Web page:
Tuesday, October 9, 2012

Trophy Club Park

On our trip to Texas for my nephew's wedding last week, I sneaked out one morning to catch the sunrise over Grapevine Lake at Trophy Club Park just five minutes from our hotel.  Yes, I feel old having a nephew old enough to get married.  But that's beside the point.

The lake had receded considerably from the shoreline shone on the maps I checked.  I ended up following a dry creek bed to the mud flats that make up the lake bottom in wetter seasons.  And judging from all the tracks, plenty of other animals had done the same.

Overcast conditions muted the light and colors quite a bit.  But what the sky lacked in interest some partially submerged dead trees and the occasional great blue heron flying by made up for.

At first glance, I thought some fishing nets had become exposed by the low water level.  But upon closer inspection they turned out to be sections of wire fence.  What exactly they could have been keeping out -- or in -- was a mystery to me.

The sun peeked through the prevalent clouds rarely and briefly.  And when it did, I just snapped whatever was nearby that looked intriguing -- like this driftwood and fencing.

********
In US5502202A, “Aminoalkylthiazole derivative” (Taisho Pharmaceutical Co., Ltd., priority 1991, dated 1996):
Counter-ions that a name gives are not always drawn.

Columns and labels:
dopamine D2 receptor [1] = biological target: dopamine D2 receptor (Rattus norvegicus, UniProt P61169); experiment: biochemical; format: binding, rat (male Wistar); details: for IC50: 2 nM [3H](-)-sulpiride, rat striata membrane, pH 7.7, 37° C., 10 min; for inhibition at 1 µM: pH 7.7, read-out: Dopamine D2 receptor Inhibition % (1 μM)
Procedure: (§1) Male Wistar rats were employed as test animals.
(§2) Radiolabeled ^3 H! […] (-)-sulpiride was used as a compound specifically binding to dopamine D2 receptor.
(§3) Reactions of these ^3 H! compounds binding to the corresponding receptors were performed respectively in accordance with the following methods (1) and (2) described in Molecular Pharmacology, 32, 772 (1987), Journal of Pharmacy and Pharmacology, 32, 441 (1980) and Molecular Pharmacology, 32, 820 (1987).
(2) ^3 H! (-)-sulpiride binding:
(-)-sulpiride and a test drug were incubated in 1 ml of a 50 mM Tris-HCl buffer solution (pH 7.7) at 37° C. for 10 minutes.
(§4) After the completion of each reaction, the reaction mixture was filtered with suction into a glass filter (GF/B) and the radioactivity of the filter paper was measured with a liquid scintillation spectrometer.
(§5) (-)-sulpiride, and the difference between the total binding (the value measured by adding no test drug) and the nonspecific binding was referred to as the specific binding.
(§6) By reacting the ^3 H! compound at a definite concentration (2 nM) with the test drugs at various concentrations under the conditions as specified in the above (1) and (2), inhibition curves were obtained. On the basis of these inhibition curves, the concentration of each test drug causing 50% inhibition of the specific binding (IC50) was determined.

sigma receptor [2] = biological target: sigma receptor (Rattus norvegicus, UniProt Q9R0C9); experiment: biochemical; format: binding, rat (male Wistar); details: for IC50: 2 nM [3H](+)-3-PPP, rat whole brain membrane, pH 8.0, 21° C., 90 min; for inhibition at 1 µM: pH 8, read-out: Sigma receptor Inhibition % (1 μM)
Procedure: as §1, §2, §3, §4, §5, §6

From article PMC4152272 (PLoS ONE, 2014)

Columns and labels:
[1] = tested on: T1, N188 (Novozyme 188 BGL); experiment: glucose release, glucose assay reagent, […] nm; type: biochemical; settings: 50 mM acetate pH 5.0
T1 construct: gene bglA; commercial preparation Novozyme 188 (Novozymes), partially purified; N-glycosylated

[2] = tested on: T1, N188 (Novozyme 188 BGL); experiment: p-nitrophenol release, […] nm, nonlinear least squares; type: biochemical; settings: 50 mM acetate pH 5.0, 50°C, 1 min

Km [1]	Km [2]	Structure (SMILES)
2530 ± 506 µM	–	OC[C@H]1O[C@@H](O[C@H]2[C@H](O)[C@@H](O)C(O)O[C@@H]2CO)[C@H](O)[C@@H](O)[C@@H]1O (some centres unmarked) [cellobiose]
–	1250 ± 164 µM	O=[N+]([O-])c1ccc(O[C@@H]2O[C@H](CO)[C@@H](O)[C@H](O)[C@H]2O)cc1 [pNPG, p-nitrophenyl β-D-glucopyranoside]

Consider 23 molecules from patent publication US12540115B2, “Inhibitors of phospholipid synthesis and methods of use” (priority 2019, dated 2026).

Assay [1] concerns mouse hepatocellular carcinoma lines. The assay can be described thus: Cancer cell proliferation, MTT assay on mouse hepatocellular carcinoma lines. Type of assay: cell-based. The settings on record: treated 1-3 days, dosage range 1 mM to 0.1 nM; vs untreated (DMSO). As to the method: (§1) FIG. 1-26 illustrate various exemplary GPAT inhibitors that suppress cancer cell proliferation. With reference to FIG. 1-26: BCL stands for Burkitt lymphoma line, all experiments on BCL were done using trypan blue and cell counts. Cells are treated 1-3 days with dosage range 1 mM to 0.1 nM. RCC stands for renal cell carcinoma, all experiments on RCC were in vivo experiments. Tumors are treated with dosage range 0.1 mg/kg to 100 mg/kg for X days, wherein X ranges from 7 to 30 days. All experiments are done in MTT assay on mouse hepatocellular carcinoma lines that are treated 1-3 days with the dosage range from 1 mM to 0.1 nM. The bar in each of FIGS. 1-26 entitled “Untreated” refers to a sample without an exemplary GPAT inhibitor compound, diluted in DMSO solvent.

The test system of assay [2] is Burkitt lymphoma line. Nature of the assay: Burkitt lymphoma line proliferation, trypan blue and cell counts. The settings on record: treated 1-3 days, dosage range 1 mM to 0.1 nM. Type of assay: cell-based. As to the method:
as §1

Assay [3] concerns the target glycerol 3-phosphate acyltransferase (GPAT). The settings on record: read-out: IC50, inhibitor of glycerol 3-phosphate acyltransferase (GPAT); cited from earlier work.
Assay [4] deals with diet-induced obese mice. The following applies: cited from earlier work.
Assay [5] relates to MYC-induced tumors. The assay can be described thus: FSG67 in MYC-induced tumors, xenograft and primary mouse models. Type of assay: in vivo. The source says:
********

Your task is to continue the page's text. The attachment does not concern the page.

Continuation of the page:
I haven't been able to find any tracks that look like these on any of the online resources I've checked, so I'm going to have to try and find someone with more knowledge of the local fauna to help identify them.

According to urban wildlife biologist Brett Johnson with Texas Parks & Wildlife, they're hog tracks.  Thanks, Brett!

A big difference from Colorado -- you don't see too many seedlings starting to sprout in October here.

Grapevine Lake was created in 1952 when the Corps of Engineers dammed Denton Creek.  I guess that would make these tree trunks 60 years old.

It was interesting to see so many things that are normally underwater, like these smaller stumps.

Like I saw on the Harding Icefield Trail in Alaska, life has a way of persevering in adverse circumstances.

Not everything was showing signs of life, though.

I didn't realize aerial spraying for mosquitoes was actually still done.  I can understand the reasoning, given all the residential land bordering the park. Still, the sign did seem sort of creepy and ominous.

I wandered around for a couple of hours before heading back to the hotel.  I used to do most of my mountain biking on trails around the northeast edge of Grapevine Lake when we lived in Flower Mound back in the mid-'90s.  It was neat to see a different part of the lake all these years later!

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